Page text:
Charlottesville Breaking News

Fiction winners: Lawyers dominate in Grisham's short-story picks

In Hollywood, everybody has a screenplay. In Charlottesville, apparently everybody has a short story, at least judging by the 141 people who entered the Hook's 11th fiction contest— nearly double the number of those who participated just three years ago.

We're still trying to analyze whether this is a trend, but the Hook's short-story judge, John Grisham, a former lawyer-turned-writer, picked lawyers-turned-short-story-writers as two of the three winners of this year's contest. Yet none of the winning stories had courtroom scenes.

Maybe it's as simple as the fact that Charlottesville has a plentitude of lawyers— maybe as many attorneys as there are writers in town. Or maybe it's something in the water.

We've had unexpected outcomes in the past, such as 2008, when, during his usual blind reading of manuscripts, Grisham picked former winner Sally Honenberg as both the second- and third-place winner. Wait a minute— she's an attorney, too. And we can boast about 2003 second-place winner Chad Harbach (from the contest's pre-Grisham era), who became a literary success story in 2011 with his book, The Art of Fielding.

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Hands

 
Trenton, New Jersey
1979

I remember the first time I laughed in America. It was right after I whipped a fastball at Big White Bastard’s face.

Every boy in the inner city Trenton YMCA baseball program was allowed to pitch at least one inning before the season was over. The fourth inning of our sixth game was my turn. It came after three innings of Big White Bastard’s hollering “gook” at me, the little Vietnamese kid in the outfield. Every time I touched the ball, out came various versions of gook jokes plus the occasional, slightly off-target comment about “Chinks.” The other idiots in his dugout cackled each time he did it. No one on my team gave a damn.

Big White Bastard was happy to have an audience. As I warmed up for my one inning to pitch, he used his hands to stretch his round eyes until they were squinty, and then he snorted his way through an observation that a gook could use dental floss as a blindf...

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The Death Look: Donna Britt rages for a reason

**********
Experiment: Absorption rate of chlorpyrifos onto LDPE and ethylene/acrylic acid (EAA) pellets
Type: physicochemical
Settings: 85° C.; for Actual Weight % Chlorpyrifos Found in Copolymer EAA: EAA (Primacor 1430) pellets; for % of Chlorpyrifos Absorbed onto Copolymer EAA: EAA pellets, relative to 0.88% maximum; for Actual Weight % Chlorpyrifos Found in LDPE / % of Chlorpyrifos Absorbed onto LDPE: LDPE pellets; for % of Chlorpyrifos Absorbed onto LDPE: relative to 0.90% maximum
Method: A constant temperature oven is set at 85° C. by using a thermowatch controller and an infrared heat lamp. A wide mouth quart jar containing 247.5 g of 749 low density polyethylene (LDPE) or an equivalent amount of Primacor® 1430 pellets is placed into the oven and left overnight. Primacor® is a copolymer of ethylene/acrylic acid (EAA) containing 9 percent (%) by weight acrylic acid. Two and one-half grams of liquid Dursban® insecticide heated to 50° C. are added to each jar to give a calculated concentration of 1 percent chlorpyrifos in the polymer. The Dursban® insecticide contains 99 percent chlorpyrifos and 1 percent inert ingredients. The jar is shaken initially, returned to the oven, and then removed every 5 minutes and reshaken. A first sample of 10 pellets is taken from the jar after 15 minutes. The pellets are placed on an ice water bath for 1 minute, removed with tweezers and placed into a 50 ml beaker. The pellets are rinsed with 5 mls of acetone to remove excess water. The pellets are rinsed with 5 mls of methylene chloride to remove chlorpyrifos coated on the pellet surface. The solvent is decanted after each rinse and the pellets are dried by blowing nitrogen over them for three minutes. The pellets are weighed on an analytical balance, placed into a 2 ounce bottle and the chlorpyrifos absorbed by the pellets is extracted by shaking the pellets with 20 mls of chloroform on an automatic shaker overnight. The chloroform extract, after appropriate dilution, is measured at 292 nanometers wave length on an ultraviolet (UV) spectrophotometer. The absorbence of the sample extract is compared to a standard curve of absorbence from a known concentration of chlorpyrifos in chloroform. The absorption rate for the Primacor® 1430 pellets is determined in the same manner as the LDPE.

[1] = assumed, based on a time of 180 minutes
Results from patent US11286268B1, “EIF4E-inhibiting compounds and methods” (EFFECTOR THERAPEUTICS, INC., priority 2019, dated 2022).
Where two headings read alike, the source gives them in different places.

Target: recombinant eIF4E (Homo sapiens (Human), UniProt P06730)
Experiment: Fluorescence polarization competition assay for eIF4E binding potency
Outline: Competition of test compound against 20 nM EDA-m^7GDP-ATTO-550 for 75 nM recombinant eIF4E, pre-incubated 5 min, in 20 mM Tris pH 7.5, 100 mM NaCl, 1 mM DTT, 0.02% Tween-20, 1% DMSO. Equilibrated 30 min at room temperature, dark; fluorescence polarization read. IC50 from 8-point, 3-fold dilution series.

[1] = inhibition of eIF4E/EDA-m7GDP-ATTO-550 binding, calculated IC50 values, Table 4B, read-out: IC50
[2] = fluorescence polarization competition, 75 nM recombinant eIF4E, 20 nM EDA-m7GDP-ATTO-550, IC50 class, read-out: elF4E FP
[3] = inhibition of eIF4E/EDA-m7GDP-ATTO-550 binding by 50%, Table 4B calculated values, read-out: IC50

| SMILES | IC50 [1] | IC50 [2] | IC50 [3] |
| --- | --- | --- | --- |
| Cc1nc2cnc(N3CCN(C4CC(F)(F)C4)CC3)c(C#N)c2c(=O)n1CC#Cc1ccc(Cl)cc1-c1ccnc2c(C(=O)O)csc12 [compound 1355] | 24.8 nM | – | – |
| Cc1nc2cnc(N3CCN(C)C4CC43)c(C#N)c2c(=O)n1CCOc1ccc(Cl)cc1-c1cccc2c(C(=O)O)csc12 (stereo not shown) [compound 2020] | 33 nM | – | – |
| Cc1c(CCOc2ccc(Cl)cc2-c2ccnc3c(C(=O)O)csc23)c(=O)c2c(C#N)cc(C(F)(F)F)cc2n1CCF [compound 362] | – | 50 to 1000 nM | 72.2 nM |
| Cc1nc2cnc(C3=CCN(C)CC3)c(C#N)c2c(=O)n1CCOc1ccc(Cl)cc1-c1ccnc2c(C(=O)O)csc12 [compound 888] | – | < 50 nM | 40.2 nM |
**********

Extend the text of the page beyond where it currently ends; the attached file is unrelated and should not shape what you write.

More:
Former Washington Post columnist Donna Britt has been nominated for a Pulitzer Prize. So why, in her household with three healthy sons and a husband, is such an acclaimed writer the one walking the dog, doing the laundry, and emptying dirty dishes from the sink?

And why does her reaction manifest itself in what she calls The Death Look?

"So many women have faced that rage when faced with men's cluelessness," says Britt, interviewed in advance of her appearance in Charlottesville. "And part of The Death Look is the anger at how we allow men to get away with it."

In her book, Brothers (& Me): A Memoir of Loving and Giving, Britt explores the compulsion that some women seem to have to do-it-all.

"It's almost embarrassing to have this impulse you can't control," says Britt. "You think of yourself as independent and autonomous, and you're doing things like your grandmother did."

Beyond the obvious sexism, she also discovered a racial element, something serious and rooted in history. For her, the key moment happened more than 30 years ago. Britt was working on her master's degree at University of Michigan when she learned that back in Gary, Indiana, where she'd grown up in a middle-class household, her brother Darrell had been shot to death by police.

It took her years to fully understand how her brother's death had affected her. One day, while meditating a...

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What do you think of the Landmark Hotel?

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Danielson's back? Billionaire's backing enthuses Landmark creator

 

Lee Danielson, the man who sparked a downtown Charlottesville renaissance (along with some battles against business partners), was publicly identified Monday as one of the interested bidders for the unfinished Landmark hotel, as the jurist overseeing the bankrupt 11-story structure sent a "stalking horse" off to pasture.

On March 19, federal bankruptcy judge William E. Anderson, who had set a January 15 deadline for the so-called stalking horse, Milwaukee-based hotelier Timothy James Dixon, declined to accept Dixon's day-earlier proposal to pay $3 million for the towering fiasco. Instead, the judge said at the close of the 2.5-hour hearing, that he wants the building's shell and land auctioned— even if that means entertaining live bidders i...

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